A&E: Panou’s Paper Panel


When ‘Count’-ing down the days to Halloween, it becomes important to look at some of the antique representations of horror and evil in society. Published in 1897, Bram Stoker’s “Dracula” is an important example of humanity’s early embrace of horror. Depicting all that was irreligious in a religious world, the book popularized Eastern-European folklore in a way no one else could, through the tale of the vampire.

Set in Romania’s Transylvania and Victorian England, “Dracula” is a compilation of the diaries of a determined group of adversaries who fall within the infamous Count Dracula’s embrace. A young estate agent, Jonathan Harker, journeys to Transylvania to advise the Count on a housing purchase in London’s north boroughs. Harker soon finds himself imprisoned in the Count’s castle. Shortly after, Dracula makes his journey on the infamous ship, the Demeter. The Demeter shipwrecks in Yorkshire, and the only remnants are the ravings of the captain’s journal.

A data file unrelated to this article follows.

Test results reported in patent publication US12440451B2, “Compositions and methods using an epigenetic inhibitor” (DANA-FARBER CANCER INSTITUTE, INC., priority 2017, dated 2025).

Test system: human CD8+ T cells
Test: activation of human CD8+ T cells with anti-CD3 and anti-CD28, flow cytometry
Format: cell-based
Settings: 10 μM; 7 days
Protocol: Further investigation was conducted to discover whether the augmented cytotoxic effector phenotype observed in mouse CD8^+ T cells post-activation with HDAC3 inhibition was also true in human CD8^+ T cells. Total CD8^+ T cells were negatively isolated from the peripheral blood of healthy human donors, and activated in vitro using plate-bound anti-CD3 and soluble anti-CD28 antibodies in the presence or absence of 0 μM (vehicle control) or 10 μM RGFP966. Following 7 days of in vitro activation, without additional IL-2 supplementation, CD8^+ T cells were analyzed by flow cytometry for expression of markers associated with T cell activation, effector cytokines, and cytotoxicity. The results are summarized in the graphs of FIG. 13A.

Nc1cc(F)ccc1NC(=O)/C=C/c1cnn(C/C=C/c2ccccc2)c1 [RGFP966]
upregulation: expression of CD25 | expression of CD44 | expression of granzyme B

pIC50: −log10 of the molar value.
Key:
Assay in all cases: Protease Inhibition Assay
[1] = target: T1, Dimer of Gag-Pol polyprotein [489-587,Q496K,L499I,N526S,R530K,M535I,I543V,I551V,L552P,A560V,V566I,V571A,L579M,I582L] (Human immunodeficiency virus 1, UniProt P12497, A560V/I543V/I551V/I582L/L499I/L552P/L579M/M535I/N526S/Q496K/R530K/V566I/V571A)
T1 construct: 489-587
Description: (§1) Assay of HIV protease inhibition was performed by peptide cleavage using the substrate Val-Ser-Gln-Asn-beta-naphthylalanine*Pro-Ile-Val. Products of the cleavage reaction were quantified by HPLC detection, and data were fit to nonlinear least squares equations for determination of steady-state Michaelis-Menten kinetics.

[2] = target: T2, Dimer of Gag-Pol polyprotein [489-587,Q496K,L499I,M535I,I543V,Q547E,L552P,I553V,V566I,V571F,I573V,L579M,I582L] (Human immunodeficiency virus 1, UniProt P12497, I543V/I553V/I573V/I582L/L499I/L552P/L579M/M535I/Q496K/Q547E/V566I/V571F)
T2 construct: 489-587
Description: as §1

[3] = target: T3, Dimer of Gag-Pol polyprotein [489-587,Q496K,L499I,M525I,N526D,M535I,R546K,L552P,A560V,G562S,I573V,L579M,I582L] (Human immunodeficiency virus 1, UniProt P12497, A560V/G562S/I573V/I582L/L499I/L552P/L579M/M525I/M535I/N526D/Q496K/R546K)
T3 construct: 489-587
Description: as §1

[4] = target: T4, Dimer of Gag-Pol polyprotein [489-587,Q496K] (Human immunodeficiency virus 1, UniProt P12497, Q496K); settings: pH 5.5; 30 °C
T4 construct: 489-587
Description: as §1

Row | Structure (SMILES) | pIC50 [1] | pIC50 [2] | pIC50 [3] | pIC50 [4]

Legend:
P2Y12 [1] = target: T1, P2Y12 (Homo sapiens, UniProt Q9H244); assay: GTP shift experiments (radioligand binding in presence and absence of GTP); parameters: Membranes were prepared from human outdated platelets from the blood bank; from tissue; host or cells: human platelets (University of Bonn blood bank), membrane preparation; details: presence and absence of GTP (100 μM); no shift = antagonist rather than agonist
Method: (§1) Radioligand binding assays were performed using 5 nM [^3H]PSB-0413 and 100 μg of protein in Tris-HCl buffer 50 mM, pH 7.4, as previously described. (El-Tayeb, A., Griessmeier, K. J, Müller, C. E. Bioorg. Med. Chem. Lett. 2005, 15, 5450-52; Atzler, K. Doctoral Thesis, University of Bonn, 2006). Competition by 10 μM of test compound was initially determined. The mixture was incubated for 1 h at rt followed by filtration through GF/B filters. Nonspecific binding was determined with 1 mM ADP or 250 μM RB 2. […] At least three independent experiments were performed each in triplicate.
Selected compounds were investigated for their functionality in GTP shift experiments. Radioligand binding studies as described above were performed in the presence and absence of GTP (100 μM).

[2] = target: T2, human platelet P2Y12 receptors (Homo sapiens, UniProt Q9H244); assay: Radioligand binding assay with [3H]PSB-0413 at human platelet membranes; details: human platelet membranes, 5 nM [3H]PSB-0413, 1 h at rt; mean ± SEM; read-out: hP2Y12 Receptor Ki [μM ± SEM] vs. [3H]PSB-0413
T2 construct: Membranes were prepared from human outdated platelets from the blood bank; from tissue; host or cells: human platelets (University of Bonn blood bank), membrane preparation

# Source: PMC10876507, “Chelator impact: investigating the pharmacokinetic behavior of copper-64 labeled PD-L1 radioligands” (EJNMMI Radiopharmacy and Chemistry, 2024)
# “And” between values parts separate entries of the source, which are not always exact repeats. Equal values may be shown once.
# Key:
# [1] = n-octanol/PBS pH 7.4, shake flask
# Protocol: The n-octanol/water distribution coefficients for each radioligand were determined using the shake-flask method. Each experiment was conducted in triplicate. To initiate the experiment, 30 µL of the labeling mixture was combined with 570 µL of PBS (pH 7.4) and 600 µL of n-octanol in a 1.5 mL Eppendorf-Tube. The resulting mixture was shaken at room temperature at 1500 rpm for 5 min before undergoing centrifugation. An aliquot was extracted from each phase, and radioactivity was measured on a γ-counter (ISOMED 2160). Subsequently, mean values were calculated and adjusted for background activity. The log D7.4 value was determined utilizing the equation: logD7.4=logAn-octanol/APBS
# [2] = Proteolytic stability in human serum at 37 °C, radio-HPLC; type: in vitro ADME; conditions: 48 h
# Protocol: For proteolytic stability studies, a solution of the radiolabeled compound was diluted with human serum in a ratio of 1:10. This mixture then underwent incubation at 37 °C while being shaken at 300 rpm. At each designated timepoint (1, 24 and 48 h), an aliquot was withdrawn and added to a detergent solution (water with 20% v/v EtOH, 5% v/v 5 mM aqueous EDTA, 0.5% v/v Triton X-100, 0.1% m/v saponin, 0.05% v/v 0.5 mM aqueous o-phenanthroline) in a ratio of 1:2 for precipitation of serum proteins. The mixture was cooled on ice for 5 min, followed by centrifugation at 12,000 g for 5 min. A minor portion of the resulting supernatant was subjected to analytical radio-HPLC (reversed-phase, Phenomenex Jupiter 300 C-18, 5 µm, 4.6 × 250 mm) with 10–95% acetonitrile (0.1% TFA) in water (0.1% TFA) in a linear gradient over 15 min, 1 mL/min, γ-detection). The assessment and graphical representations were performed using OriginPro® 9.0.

“Dracula” is an example of the Gothic novel, a piece of Bram Stoker’s success in the movement of Dark Romanticism. While written past the end of the English Romantic period, the novel is a perfect example of the remains of the era. Writers of the age moved away from neoclassical values of order and rationality and explored the themes of the mind, such as irrationality and imagination. Irrationality is represented through the mystery of the Count Dracula and the superstition regarding his estate. When in Transylvania, several characters experience unnatural dreams and odd encounters with Romanian locals.

Bram Stoker wrote “Dracula” to reflect the evil of humanity. The proclivity to commit evil has stumped intellectuals for thousands of years, but during the Gothic era, writers focused on the doings and happenings of evil. Stoker reflected this through religious themes, as the Count Dracula represents all that was irreligious in a world that was situated in the virtues and vices of religion. Stoker placed emphasis on the demonic elements of the Count that not only acted as a literary device for horror but represented the Count as ungodly.

An important novel in literature“Dracula” should be considered as one of the forebears of society’s grasp of horror and should also be read by anyone who seeks to gain understanding of human nature. It is also a fun read during the Halloween season. Spine-chilling, powerful and literary genius, Bram Stoker’s excellence should be appreciated by all.